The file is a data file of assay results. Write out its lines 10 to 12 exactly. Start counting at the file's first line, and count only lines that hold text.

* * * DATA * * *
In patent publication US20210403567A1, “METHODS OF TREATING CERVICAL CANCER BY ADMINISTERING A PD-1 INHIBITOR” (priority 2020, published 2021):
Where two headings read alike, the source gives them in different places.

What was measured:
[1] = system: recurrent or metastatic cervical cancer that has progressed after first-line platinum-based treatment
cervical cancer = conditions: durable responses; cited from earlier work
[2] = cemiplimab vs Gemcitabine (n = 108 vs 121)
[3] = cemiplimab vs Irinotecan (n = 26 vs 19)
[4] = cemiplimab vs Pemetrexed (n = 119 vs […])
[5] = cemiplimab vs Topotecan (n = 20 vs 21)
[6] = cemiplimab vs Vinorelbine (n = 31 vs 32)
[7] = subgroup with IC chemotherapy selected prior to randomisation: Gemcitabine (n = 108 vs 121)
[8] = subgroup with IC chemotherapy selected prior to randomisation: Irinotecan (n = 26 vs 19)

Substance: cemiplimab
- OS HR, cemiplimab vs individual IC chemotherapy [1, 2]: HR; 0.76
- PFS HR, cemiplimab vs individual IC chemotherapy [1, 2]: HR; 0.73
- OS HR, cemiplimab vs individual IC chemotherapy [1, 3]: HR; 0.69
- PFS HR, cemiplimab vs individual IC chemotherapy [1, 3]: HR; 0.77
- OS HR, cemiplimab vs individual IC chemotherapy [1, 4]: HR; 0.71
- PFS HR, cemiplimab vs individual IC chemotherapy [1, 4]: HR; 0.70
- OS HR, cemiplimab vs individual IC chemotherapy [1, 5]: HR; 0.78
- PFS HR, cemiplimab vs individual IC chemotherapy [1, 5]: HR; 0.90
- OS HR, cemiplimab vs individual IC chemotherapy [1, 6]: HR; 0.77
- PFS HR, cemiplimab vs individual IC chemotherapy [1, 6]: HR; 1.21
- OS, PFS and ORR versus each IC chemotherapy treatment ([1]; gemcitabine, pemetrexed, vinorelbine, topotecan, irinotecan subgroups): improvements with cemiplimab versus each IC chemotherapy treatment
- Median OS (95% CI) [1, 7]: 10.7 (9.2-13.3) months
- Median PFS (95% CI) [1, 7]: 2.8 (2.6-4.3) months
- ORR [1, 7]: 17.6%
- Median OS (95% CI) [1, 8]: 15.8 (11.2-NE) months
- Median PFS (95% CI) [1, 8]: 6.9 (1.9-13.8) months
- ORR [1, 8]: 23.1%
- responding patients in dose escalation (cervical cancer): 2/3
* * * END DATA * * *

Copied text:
[6] = cemiplimab vs Vinorelbine (n = 31 vs 32)
[7] = subgroup with IC chemotherapy selected prior to randomisation: Gemcitabine (n = 108 vs 121)
[8] = subgroup with IC chemotherapy selected prior to randomisation: Irinotecan (n = 26 vs 19)